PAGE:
by Charles Dickens
Miss Rosa Dartle
Miss Dartle is living proof to us (if we need more evidence) that Steerforth's fatal flaw is his uncompromising, stubborn temper. Miss Dartle is an orphaned cousin of Steerforth's late father. Mrs. Steerforth brought Miss Dartle to live with her as a companion once Mr. Steerforth died.
One day, Miss Dartle and young Steerforth fall to arguing. Steerforth is so furious that he throws a hammer at Miss Dartle's face. Even though Steerforth feels bad about it later, he can't take away that moment of temper that has left Miss Dartle forever changed. She bears the scar on her lip to this day.
Miss Dartle's scar is a sign of her own marked, twisted nature: interacting with the Steerforth family has really left her a piece of work. She absolutely loves Steerforth – when he dies, she shouts that, "He had a soul worth millions of the friends to whom he stooped!" (56.54). At the same time, Steerforth's presence seems to taunt and irritate her.
David notices immediately, when he first meets Miss Dartle, that she has this habit of taking pretty much everything Steerforth says and twisting it to show how stupid he can be. The best example of Miss Dartle's particular sarcasm is when Steerforth mentions in passing that he thinks the poor are not sensitive, and that they don't feel pain the same way the upper classes do. Miss Dartle replies:
"It's such a delight to know that, when [the poor] suffer, they don't feel! Sometimes I have been quite uneasy for that sort of people; but now I shall just dismiss the idea of them, altogether. Live and learn." (20.40)
Miss Dartle is really laying on the sarcasm here, by suggesting that she feels "delight" that poor people "suffer" but don't "feel" – which is clearly an impossible contradiction. Miss Dartle is quick to jab at Steerforth when he says things that are stupid or offensive. And Steerforth agrees later that Miss Dartle is "all edge" (20.43) – she is never soft with anyone, not even Steerforth.
Despite her frustration with Steerforth, though, she is painfully jealous and loyal to him: it is Miss Dartle who tracks down Littimer and finds out the story of Emily up until Steerforth deserts her. And it is Miss Dartle who finds Emily in London even before David can get there.
Once Miss Dartle arrives at Emily's room, she immediately starts to spew awful things at Emily, implying that Emily deserves to die for being so awful as to seduce a great man like Steerforth. All of the potential sympathy for the poor that Miss Dartle expresses in her sarcastic jab above seems to wither away when confronted with a romantic rival for Steerforth's love.
When Steerforth dies, the crazy conflict between love and hatred at the heart of Miss Dartle's nature comes spilling out. She screams that it was Mrs. Steerforth who trained him "from his cradle to be what he was, and stunted what he should have been" (56.43). Miss Dartle cries out that she is the one who truly loves Steerforth – as patiently and self-sacrificingly as anyone in the book – but she was prevented from expressing this love because of what Mrs. Steerforth made him.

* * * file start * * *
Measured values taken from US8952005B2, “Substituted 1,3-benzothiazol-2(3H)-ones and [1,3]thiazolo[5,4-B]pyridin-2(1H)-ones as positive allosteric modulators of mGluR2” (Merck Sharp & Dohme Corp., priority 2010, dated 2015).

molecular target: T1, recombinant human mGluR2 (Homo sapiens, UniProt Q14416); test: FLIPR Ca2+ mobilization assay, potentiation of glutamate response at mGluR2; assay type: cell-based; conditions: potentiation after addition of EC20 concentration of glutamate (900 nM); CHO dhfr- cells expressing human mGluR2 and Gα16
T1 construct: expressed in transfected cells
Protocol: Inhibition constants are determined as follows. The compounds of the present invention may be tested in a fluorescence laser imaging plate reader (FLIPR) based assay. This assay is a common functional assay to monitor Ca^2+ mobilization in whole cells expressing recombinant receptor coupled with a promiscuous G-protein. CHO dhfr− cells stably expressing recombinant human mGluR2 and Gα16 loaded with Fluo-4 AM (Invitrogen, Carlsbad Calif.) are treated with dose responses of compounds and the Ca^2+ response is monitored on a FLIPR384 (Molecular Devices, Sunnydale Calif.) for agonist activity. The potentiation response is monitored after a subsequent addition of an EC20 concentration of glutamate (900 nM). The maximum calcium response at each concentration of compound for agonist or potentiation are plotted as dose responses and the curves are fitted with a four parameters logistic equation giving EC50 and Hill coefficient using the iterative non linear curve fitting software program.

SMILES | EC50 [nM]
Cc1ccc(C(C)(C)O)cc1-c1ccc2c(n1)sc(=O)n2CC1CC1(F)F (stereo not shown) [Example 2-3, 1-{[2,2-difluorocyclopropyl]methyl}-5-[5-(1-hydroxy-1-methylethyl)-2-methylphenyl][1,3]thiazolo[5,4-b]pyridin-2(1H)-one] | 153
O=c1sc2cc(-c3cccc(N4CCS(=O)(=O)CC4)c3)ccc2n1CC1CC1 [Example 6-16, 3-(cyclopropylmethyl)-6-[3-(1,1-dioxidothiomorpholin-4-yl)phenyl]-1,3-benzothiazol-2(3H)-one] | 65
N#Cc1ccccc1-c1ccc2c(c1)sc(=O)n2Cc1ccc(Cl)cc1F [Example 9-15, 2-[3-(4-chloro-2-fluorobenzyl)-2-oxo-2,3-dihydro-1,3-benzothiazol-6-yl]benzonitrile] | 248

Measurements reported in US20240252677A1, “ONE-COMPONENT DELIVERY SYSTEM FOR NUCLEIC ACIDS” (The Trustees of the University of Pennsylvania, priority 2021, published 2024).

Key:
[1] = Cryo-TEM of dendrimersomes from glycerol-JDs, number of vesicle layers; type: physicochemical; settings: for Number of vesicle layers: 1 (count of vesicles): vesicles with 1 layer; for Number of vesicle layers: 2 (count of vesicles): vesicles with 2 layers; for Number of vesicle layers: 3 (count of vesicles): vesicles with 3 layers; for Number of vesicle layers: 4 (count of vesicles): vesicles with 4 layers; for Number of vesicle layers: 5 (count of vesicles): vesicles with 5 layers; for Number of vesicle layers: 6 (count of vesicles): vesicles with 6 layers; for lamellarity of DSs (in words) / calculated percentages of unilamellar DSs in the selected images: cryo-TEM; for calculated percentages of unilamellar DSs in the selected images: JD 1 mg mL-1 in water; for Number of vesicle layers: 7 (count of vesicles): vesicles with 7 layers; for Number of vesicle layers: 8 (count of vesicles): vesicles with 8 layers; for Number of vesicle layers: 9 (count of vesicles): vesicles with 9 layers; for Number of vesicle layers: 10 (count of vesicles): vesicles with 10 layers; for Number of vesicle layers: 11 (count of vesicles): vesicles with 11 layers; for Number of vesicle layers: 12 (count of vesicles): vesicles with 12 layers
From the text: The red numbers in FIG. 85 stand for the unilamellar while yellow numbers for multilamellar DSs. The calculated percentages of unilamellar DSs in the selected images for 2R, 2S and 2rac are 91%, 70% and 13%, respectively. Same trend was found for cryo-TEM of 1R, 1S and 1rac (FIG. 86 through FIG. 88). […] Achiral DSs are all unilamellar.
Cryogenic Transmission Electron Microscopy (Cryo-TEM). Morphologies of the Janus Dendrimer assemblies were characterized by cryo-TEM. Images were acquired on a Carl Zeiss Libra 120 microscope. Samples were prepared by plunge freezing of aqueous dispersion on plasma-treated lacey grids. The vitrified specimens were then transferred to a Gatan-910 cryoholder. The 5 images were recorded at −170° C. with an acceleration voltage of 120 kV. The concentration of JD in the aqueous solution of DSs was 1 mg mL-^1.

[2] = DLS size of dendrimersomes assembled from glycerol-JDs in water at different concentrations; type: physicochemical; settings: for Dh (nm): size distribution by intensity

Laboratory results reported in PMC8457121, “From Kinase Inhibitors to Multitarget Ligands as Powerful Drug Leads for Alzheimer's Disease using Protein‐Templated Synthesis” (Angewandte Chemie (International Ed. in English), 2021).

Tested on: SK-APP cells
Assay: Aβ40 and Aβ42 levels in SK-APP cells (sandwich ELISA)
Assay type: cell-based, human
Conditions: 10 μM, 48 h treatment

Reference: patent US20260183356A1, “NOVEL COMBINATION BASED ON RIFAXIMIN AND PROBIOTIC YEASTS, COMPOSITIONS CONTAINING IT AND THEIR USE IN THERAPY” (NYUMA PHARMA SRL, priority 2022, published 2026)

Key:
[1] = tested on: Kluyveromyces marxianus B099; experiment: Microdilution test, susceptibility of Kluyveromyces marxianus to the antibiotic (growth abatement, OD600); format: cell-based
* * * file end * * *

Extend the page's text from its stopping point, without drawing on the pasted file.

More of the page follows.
Mrs. Steerforth encouraged Steerforth to be vain and "inconstant" (unfaithful). While Steerforth seemed to return Miss Dartle's feelings when he was a boy, he grew tired of her and cast her aside. After this, Miss Dartle became "a mere disfigured piece of furniture between [them] both – having no eyes, no ears, no feelings, no remembrances" (56.59).
In other words, once the Steerforths began to take her for granted, they both lost any sense that Miss Dartle is a living being with her own thoughts and feelings. She was only a real person to them while they remained interested in her, and once they both lost interest, she became about as an important as a chair: handy, but not exactly an object of much concern.
Miss Dartle is twisted and horrible. She deliberately seeks out Emily at her most vulnerable to insult and threaten her. And even though she takes care of Mrs. Steerforth in her old age, she spends a lot of time mocking and reproaching her for spoiling her now deceased son.
Still, we cannot imagine the true horror of this woman's life. She is desperately, honestly, whole-heartedly in love with what Steerforth might have been – and perhaps was as a boy. But she has had to live with Steerforth actually as he actually is: vain, selfish, thoughtless, careless, and unfaithful. And now that Steerforth has died, Miss Dartle has to live with the woman who made him that way, and who is also the incarnation of all of Steerforth's own worst qualities.
It's as though Miss Dartle has to live her life constantly rubbing against sandpaper: she is never allowed to forget her own disappointment and misery. With this kind of constant agitation and irritation, it's no surprise that this clever woman turns into a vengeful shrew.